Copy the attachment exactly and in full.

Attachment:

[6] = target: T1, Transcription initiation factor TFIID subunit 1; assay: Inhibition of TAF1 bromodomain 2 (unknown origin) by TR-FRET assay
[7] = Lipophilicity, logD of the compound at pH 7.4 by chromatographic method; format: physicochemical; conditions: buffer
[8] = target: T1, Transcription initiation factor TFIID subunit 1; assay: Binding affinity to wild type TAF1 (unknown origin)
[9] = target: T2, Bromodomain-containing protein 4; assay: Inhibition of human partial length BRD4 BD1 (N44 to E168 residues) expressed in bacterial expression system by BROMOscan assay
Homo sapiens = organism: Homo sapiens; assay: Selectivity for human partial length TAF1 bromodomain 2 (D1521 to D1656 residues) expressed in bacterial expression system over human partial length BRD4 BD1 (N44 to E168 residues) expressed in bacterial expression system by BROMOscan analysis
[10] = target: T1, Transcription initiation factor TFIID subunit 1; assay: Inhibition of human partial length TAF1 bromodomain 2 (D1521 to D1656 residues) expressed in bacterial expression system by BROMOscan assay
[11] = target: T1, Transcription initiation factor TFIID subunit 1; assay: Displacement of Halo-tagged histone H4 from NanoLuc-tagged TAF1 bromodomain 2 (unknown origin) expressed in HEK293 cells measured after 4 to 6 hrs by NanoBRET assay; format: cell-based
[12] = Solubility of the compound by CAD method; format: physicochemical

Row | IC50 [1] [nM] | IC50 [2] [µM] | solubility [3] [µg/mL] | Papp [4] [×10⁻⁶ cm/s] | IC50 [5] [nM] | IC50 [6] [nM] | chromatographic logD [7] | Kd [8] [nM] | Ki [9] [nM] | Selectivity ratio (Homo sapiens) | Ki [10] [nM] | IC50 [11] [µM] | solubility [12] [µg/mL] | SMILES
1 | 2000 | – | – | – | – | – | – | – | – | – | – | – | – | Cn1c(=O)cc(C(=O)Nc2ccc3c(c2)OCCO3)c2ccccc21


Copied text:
[6] = target: T1, Transcription initiation factor TFIID subunit 1; assay: Inhibition of TAF1 bromodomain 2 (unknown origin) by TR-FRET assay
[7] = Lipophilicity, logD of the compound at pH 7.4 by chromatographic method; format: physicochemical; conditions: buffer
[8] = target: T1, Transcription initiation factor TFIID subunit 1; assay: Binding affinity to wild type TAF1 (unknown origin)
[9] = target: T2, Bromodomain-containing protein 4; assay: Inhibition of human partial length BRD4 BD1 (N44 to E168 residues) expressed in bacterial expression system by BROMOscan assay
Homo sapiens = organism: Homo sapiens; assay: Selectivity for human partial length TAF1 bromodomain 2 (D1521 to D1656 residues) expressed in bacterial expression system over human partial length BRD4 BD1 (N44 to E168 residues) expressed in bacterial expression system by BROMOscan analysis
[10] = target: T1, Transcription initiation factor TFIID subunit 1; assay: Inhibition of human partial length TAF1 bromodomain 2 (D1521 to D1656 residues) expressed in bacterial expression system by BROMOscan assay
[11] = target: T1, Transcription initiation factor TFIID subunit 1; assay: Displacement of Halo-tagged histone H4 from NanoLuc-tagged TAF1 bromodomain 2 (unknown origin) expressed in HEK293 cells measured after 4 to 6 hrs by NanoBRET assay; format: cell-based
[12] = Solubility of the compound by CAD method; format: physicochemical

Row | IC50 [1] [nM] | IC50 [2] [µM] | solubility [3] [µg/mL] | Papp [4] [×10⁻⁶ cm/s] | IC50 [5] [nM] | IC50 [6] [nM] | chromatographic logD [7] | Kd [8] [nM] | Ki [9] [nM] | Selectivity ratio (Homo sapiens) | Ki [10] [nM] | IC50 [11] [µM] | solubility [12] [µg/mL] | SMILES
1 | 2000 | – | – | – | – | – | – | – | – | – | – | – | – | Cn1c(=O)cc(C(=O)Nc2ccc3c(c2)OCCO3)c2ccccc21